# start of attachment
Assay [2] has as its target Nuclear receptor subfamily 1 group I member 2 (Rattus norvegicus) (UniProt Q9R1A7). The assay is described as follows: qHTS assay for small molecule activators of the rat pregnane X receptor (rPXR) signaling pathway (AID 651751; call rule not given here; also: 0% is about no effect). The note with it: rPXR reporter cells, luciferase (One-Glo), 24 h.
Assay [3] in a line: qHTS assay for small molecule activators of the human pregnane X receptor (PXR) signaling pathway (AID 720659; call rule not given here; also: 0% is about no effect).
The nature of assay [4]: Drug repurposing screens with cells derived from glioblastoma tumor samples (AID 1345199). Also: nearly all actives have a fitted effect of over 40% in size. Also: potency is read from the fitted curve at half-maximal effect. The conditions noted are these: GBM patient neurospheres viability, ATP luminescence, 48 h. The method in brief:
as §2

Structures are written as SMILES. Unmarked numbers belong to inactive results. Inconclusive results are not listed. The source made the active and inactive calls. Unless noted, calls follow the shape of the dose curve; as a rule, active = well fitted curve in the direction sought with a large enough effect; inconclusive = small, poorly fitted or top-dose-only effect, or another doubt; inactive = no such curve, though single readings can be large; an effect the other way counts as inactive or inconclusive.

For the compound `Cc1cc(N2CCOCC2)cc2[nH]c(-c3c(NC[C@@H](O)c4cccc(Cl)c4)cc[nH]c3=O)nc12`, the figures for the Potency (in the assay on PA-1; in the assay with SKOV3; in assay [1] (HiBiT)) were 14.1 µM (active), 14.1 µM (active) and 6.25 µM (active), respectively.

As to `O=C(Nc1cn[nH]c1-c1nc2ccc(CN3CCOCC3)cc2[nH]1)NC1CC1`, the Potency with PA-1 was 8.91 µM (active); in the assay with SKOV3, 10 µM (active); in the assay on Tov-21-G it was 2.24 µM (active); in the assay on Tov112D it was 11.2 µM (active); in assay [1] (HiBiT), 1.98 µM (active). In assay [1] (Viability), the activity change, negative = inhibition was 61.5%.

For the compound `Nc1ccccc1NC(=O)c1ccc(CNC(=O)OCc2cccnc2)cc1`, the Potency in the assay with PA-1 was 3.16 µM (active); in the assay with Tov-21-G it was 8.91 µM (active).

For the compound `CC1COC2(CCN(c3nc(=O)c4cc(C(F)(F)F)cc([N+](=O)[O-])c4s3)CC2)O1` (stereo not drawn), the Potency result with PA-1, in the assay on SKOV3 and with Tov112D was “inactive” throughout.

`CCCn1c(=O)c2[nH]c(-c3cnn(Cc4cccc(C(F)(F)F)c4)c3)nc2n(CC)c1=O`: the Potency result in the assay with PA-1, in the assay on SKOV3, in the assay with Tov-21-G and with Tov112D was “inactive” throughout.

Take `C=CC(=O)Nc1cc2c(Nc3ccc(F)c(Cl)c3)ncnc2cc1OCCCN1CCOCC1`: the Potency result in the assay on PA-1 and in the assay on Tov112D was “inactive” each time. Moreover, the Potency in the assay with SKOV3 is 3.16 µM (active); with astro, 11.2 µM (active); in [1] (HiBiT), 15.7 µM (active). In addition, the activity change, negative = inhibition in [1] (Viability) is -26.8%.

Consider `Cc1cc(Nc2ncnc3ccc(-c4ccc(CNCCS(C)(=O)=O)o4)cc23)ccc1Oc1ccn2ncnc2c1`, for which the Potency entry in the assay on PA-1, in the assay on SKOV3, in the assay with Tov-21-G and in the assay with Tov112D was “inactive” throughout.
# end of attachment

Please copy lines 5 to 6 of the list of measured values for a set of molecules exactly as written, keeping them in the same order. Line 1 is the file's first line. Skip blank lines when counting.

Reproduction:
Structures are written as SMILES. Unmarked numbers belong to inactive results. Inconclusive results are not listed. The source made the active and inactive calls. Unless noted, calls follow the shape of the dose curve; as a rule, active = well fitted curve in the direction sought with a large enough effect; inconclusive = small, poorly fitted or top-dose-only effect, or another doubt; inactive = no such curve, though single readings can be large; an effect the other way counts as inactive or inconclusive.

For the compound `Cc1cc(N2CCOCC2)cc2[nH]c(-c3c(NC[C@@H](O)c4cccc(Cl)c4)cc[nH]c3=O)nc12`, the figures for the Potency (in the assay on PA-1; in the assay with SKOV3; in assay [1] (HiBiT)) were 14.1 µM (active), 14.1 µM (active) and 6.25 µM (active), respectively.